The statement by Nucleareurope also says that the NZIA will set the scene for industrial players in the years to come and determine the degree of EU strategic autonomy in terms of key technologies needed for the energy transition. In this respect, the nuclear industry stands ready to deliver what is needed to reach Net Zero by 2050, ensure security of supply, strengthen European resilience and tackle affordability.
It seems, however, European officials believe that only advanced reactors and SMRs – that is, completely new projects – can “ensure security of supply, strengthen European resilience and tackle affordability”.
This March alone, there were three new nuclear startups reported in Europe.
Startup highlights: United Kingdom
Italy’s Enel will acquire a stake in the first small nuclear power plant to be built by the UK startup Newcleo. It develops small modular fast-neutron reactors with lead coolant. However, the company’s website contains no 2022-2023 news about the progress in the reactor development. The only thing known is that the company plans to build an electric prototype in 2026 to test the company’s solutions “for the well-known challenges related to liquid metal and in particular lead.” A 30 MW mini-reactor is planned to be launched in 2030. At the same time, the company plans to invest in a MOX fuel fabrication plant. The plan for 2032 is to build a 200 MW lead-cooled SMR.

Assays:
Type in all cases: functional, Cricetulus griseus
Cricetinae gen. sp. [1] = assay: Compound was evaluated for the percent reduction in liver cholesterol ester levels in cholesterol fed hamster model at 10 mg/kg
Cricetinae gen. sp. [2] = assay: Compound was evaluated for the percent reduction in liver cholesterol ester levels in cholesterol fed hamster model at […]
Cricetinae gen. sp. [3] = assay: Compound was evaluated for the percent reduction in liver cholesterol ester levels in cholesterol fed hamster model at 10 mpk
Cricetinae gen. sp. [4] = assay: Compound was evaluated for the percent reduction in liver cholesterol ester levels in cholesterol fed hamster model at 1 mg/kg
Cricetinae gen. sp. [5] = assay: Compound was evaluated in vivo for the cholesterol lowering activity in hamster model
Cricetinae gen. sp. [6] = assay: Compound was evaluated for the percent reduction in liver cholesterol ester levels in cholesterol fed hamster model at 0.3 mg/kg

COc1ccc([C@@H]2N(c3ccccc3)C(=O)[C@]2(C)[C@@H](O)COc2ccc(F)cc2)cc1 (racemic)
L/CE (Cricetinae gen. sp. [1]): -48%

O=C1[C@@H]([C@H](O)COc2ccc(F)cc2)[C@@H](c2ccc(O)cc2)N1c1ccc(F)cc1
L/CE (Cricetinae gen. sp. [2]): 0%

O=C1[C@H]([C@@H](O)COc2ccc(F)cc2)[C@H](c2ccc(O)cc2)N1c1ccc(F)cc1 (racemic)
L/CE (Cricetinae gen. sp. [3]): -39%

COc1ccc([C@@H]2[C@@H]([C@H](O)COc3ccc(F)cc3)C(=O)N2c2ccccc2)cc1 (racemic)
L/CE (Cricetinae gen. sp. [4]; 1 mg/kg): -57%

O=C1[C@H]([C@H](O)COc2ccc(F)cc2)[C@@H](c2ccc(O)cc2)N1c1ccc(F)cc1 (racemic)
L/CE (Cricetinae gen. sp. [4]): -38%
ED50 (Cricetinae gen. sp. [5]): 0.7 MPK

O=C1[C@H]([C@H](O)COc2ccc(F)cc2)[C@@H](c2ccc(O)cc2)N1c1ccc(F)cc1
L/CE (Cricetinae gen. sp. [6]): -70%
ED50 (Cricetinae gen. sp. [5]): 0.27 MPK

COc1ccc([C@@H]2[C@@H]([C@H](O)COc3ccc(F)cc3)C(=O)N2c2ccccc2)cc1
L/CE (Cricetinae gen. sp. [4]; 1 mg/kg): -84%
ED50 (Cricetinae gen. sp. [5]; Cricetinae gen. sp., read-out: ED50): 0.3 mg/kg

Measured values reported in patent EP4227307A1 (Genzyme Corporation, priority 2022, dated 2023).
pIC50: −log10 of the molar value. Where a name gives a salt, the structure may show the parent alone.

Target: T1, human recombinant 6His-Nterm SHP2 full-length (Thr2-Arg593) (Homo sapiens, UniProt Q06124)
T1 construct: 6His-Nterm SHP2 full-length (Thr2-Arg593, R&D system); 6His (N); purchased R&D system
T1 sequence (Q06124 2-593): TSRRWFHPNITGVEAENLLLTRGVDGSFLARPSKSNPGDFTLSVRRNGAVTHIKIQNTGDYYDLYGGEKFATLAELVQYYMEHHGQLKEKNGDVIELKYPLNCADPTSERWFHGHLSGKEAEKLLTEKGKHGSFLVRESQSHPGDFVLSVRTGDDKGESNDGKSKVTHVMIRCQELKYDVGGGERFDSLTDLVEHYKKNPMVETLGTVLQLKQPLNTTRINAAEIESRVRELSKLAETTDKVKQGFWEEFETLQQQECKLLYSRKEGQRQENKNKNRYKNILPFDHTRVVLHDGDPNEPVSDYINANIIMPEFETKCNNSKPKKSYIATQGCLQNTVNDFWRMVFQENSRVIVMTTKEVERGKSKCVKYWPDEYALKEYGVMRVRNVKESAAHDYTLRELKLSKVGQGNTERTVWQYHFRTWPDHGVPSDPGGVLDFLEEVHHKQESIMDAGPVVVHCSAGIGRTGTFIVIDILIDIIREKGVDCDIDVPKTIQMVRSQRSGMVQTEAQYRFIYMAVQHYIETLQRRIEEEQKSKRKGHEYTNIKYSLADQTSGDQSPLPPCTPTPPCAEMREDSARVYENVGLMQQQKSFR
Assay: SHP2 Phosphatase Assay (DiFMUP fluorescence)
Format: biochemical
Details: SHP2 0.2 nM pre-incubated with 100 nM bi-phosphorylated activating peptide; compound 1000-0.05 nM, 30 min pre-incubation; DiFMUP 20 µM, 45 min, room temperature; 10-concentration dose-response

By contrast, Russia is already building a small nuclear power plant with a lead-cooled BREST reactor that will use mixed uranium plutonium nitride fuel. First concrete was poured for the foundation of a BREST-based pilot power unit in June 2021. The unit is being constructed in Seversk as part of the Proryv (Breakthrough) project. We will tell you more about the BREST reactor and construction of the power unit in our Reactor Technologies column in one of the next issues.
Startup highlights: France
France’s Alternative Energies and Atomic Energy Commission (CEA) has founded two startup companies to develop small modular reactors.
One of them is Hexana. This startup will develop a small sodium-cooled fast-neutron reactor operating in conjunction with a high-temperature thermal energy storage unit. The plant will have two SMRs with a thermal power of 400 MW each and a thermal energy storage unit capable of converting heat into electricity. The reactors will use mixed uranium plutonium oxide fuel.